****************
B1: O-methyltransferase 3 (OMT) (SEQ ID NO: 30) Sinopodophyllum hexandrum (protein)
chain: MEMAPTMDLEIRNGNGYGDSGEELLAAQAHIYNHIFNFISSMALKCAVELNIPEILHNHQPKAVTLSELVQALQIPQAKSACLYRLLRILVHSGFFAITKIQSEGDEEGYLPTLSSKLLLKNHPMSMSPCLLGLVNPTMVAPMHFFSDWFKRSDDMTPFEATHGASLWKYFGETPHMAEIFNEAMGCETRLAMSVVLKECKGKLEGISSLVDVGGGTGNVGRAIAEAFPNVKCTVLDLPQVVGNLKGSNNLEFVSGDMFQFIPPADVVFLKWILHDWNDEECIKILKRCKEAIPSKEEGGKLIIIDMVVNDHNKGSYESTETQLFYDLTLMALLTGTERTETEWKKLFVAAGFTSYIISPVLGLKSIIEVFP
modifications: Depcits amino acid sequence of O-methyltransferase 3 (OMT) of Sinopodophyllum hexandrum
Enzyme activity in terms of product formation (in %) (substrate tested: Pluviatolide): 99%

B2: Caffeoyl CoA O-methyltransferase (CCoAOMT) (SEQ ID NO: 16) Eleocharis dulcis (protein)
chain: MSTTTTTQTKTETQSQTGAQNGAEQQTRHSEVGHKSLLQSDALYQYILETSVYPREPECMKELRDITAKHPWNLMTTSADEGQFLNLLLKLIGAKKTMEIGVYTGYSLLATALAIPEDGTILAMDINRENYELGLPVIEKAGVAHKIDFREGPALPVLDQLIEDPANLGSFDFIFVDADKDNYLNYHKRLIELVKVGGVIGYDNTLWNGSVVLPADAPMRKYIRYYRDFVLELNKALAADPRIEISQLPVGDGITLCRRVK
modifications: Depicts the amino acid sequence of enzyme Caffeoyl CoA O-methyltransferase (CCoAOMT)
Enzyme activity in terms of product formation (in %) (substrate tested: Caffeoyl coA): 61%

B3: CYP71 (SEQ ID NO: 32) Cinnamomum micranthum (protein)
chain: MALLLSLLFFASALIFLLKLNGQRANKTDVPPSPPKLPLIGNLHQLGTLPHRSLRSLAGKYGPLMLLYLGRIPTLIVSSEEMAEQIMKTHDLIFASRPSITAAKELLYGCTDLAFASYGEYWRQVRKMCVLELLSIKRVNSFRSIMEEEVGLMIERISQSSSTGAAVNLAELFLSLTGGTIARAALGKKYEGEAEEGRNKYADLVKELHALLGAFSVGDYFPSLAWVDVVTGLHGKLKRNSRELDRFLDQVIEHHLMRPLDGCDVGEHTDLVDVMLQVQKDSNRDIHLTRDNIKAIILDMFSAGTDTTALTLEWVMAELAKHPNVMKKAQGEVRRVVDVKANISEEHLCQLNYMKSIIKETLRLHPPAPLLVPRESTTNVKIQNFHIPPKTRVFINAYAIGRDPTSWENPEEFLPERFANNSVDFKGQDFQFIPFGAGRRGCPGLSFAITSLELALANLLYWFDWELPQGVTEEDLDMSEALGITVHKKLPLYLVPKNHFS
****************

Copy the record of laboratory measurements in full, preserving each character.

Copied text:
B1: O-methyltransferase 3 (OMT) (SEQ ID NO: 30) Sinopodophyllum hexandrum (protein)
chain: MEMAPTMDLEIRNGNGYGDSGEELLAAQAHIYNHIFNFISSMALKCAVELNIPEILHNHQPKAVTLSELVQALQIPQAKSACLYRLLRILVHSGFFAITKIQSEGDEEGYLPTLSSKLLLKNHPMSMSPCLLGLVNPTMVAPMHFFSDWFKRSDDMTPFEATHGASLWKYFGETPHMAEIFNEAMGCETRLAMSVVLKECKGKLEGISSLVDVGGGTGNVGRAIAEAFPNVKCTVLDLPQVVGNLKGSNNLEFVSGDMFQFIPPADVVFLKWILHDWNDEECIKILKRCKEAIPSKEEGGKLIIIDMVVNDHNKGSYESTETQLFYDLTLMALLTGTERTETEWKKLFVAAGFTSYIISPVLGLKSIIEVFP
modifications: Depcits amino acid sequence of O-methyltransferase 3 (OMT) of Sinopodophyllum hexandrum
Enzyme activity in terms of product formation (in %) (substrate tested: Pluviatolide): 99%

B2: Caffeoyl CoA O-methyltransferase (CCoAOMT) (SEQ ID NO: 16) Eleocharis dulcis (protein)
chain: MSTTTTTQTKTETQSQTGAQNGAEQQTRHSEVGHKSLLQSDALYQYILETSVYPREPECMKELRDITAKHPWNLMTTSADEGQFLNLLLKLIGAKKTMEIGVYTGYSLLATALAIPEDGTILAMDINRENYELGLPVIEKAGVAHKIDFREGPALPVLDQLIEDPANLGSFDFIFVDADKDNYLNYHKRLIELVKVGGVIGYDNTLWNGSVVLPADAPMRKYIRYYRDFVLELNKALAADPRIEISQLPVGDGITLCRRVK
modifications: Depicts the amino acid sequence of enzyme Caffeoyl CoA O-methyltransferase (CCoAOMT)
Enzyme activity in terms of product formation (in %) (substrate tested: Caffeoyl coA): 61%

B3: CYP71 (SEQ ID NO: 32) Cinnamomum micranthum (protein)
chain: MALLLSLLFFASALIFLLKLNGQRANKTDVPPSPPKLPLIGNLHQLGTLPHRSLRSLAGKYGPLMLLYLGRIPTLIVSSEEMAEQIMKTHDLIFASRPSITAAKELLYGCTDLAFASYGEYWRQVRKMCVLELLSIKRVNSFRSIMEEEVGLMIERISQSSSTGAAVNLAELFLSLTGGTIARAALGKKYEGEAEEGRNKYADLVKELHALLGAFSVGDYFPSLAWVDVVTGLHGKLKRNSRELDRFLDQVIEHHLMRPLDGCDVGEHTDLVDVMLQVQKDSNRDIHLTRDNIKAIILDMFSAGTDTTALTLEWVMAELAKHPNVMKKAQGEVRRVVDVKANISEEHLCQLNYMKSIIKETLRLHPPAPLLVPRESTTNVKIQNFHIPPKTRVFINAYAIGRDPTSWENPEEFLPERFANNSVDFKGQDFQFIPFGAGRRGCPGLSFAITSLELALANLLYWFDWELPQGVTEEDLDMSEALGITVHKKLPLYLVPKNHFS